What is a Dark Sky Preserve?
Darks Sky Preserves are areas designated by RASC that control light pollution, that offer public observing sites for quality night sky viewing, and that have active and engaging public outreach programs about astronomy and light control. They also demonstrate leadership in light control within their facilities and the types of lights that are used.
The goal of DSP program is “… to promote the reduction in light pollution, demonstrate night-time lighting practices, improve the nocturnal environment of wildlife, protect and expand dark observing sites for astronomy, and provide accessible locations for the general public to experience the naturally dark night sky.”
It is clear that the objectives of the DSP program are directly in line with key mandate items of Parks Canada – protection, education, public outreach, and great visitor experience.
Kejimkujik is an ideal DSP: in the centre of the Southwest Nova Biosphere Reserve, it is part of the largest protected wilderness in the Maritimes. Viewed on light maps of eastern North America, it is in one of the darkest locations.
Kejimkujik has great visitor facilities that are accessible year round, with various camping opportunities and an outdoor theatre. It also has excellent education staff already in place.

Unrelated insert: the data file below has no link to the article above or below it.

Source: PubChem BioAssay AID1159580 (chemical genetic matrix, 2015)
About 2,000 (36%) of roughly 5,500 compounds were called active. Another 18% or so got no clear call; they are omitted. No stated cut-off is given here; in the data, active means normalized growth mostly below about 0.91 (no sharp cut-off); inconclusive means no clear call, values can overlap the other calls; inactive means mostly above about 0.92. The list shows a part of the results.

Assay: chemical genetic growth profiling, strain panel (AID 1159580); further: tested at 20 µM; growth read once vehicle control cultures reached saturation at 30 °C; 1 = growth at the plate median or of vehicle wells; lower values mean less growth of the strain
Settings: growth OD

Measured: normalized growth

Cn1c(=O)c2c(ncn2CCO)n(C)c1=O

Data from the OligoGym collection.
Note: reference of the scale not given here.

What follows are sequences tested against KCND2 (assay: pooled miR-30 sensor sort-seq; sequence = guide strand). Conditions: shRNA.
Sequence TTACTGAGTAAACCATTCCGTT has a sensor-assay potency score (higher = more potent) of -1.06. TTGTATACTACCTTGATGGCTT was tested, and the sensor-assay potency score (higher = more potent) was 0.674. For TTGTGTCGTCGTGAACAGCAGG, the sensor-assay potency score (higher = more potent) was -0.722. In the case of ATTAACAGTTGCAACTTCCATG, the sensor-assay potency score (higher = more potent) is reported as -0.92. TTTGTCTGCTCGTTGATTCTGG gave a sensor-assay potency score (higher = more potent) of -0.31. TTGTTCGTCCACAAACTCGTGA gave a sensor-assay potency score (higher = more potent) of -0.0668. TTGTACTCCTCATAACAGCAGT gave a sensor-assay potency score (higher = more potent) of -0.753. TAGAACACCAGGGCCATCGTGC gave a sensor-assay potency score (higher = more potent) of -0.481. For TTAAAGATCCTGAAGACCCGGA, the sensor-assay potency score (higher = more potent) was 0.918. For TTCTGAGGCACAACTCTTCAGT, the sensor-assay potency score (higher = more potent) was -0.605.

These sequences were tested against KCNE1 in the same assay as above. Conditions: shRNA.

Kejimkujik has dual designation as a national park and a national historic site, celebrating a Mi’kmaw cultural landscape. The Kejimkujik DSP will have a strong Mi’kmaw cultural connection that highlights cultural beliefs, legends, and folklore.
What does the Kejimkujik DSP look like?
The Kejimkujik DSP is made up of 1) key observing sites, 2) a DSP core area, and 3) a buffer area that surrounds and protects the core area (see map). The Core Area is free of light pollution and includes the bulk of the wilderness of Kejimkujik. It has the highest quality night skies.
The Buffer Area protects the core area, and includes main park facilities. It will adhere to a detailed lighting strategy aimed at reducing energy consumption and light pollution.
The Public Observing Sites are all within the Core Area:
- Jeremy’s Bay primary observing site is located near the campground, and will be the main hub of visitor experience activities and programs.
- Merrymakedge Beach and the Eel Wier are secondary observing sites with strong cultural and Mi’kmaw connections.
- For true wilderness dark sky viewing, Kejimkujik has 45 backcountry campsites where you can experience the glory of a starry night in the wilderness and solitude of Keji.
Parks Canada has identified remedial actions for problem lights in park facilities. Low cost, innovative strategies will control light pollution and reduce energy costs, but maintain safety and security:
- timers and motion detectors
- LED, full cut-off fixtures for street lights and buildings
- Reflective signage
- Screened vending machines
- Low lighting for walkways with waist-high bollard lighting instead of overhead lighting.
Some lights have already been changed in Kejimkujik. Other changes will be implemented over the coming years. In this way, Keji is working to protect forever the dark skies of this area, and ensure the ability to sit by a lake and watch the wonder of the stars above and their reflections in the lake below.